Somewhere around the time the L.A. Dodgers were thrashing the Chicago Cubs at Wrigley in Game two of the division series matchup, I started to troll all of the playoff teams' Web sites.
My first thought was that if my schedule allowed it, I would love to see the Chicago White Sox play the Tampa Bay Rays in St. Petersburg, Fla.
But the tickets for those games -- in Chicago and Florida -- were unavailable. Same went for Milwaukee, the L.A. Angels and Philadelphia. Don't even think about Boston or the Cubs.
But, oddly enough, the L.A. Dodgers were offering tickets for the NLCS. This kind of means that no one really thought the Dodgers had a chance against the Cubs, hence their tickets were still for sale.
So in this global economy, I bought two tickets each for their home games 1 and 3, Upper Reserve seats, the cheapest I could find.
Granted, the Dodgers may not get a third home game (would be Game 6) against the Phillies. (If it doesn't happen, I get a refund).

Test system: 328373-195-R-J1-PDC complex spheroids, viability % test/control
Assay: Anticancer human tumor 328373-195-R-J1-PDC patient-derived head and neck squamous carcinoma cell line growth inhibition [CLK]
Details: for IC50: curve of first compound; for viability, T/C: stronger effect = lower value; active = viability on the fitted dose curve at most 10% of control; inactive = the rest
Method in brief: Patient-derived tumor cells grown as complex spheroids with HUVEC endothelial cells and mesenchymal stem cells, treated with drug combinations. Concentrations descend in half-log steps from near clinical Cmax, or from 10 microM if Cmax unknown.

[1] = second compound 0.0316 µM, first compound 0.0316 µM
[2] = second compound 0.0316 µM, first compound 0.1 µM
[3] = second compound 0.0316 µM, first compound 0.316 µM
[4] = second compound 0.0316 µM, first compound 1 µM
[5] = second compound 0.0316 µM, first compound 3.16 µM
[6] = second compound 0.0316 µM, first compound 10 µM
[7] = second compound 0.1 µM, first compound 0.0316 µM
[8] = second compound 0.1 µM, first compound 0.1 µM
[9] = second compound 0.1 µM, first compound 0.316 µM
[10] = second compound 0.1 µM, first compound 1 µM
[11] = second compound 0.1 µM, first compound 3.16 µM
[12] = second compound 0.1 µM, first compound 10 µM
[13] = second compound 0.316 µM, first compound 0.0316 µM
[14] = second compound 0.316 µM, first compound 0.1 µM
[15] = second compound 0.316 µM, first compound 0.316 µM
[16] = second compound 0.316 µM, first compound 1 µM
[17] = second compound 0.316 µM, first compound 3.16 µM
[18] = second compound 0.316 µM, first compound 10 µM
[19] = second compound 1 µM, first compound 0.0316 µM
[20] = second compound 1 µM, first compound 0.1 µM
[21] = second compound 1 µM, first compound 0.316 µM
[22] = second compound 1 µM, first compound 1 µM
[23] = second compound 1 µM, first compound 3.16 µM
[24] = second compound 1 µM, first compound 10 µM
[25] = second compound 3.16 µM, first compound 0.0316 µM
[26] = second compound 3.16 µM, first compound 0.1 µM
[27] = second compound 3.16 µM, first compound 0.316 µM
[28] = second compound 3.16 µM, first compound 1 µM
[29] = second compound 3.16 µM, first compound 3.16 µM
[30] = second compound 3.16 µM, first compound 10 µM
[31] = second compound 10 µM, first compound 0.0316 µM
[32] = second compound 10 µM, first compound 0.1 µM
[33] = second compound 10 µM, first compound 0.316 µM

But it didn't matter, because I wasn't planning on going to them anyway. I promptly listed them on an online ticket selling site and by Sunday, I sold both for a very nice profit.
This new hobby started last week when I had an extra ticket for this Sunday's Bears-Falcons game and I didn't want to be stuck $55 for it.
So I listed the tickets, and nearly immediately sold them for the price I wanted. I'm on my fourth 6-game season ticket pack, having sold the bulk of the tickets in those packs and even if I didn't sell another ticket, I'd run a profit for all of them.
I even sold a ticket to the upcoming Virginia-Ga Tech game for a profit although you can still get the tickets for regular price on the school's Web site.
It's been a weird experience. In the past, online ticket sites have been convenient ways for me to get impossible-to-get tickets, such as a game at Wrigley Field.
Whenever I bought playoff tickets, I only thought about securing some for myself and never for other people.
This has taught me some things:
1). There's a segment of people, even in this economy, that are pretty much willing to pay whatever the inflated market value is for a sporting event.
2). There are people not willing to see if they can buy a ticket for the same event for regular price.
If anything, it's been a good way for me to pay attention to goings-on in my city and beyond.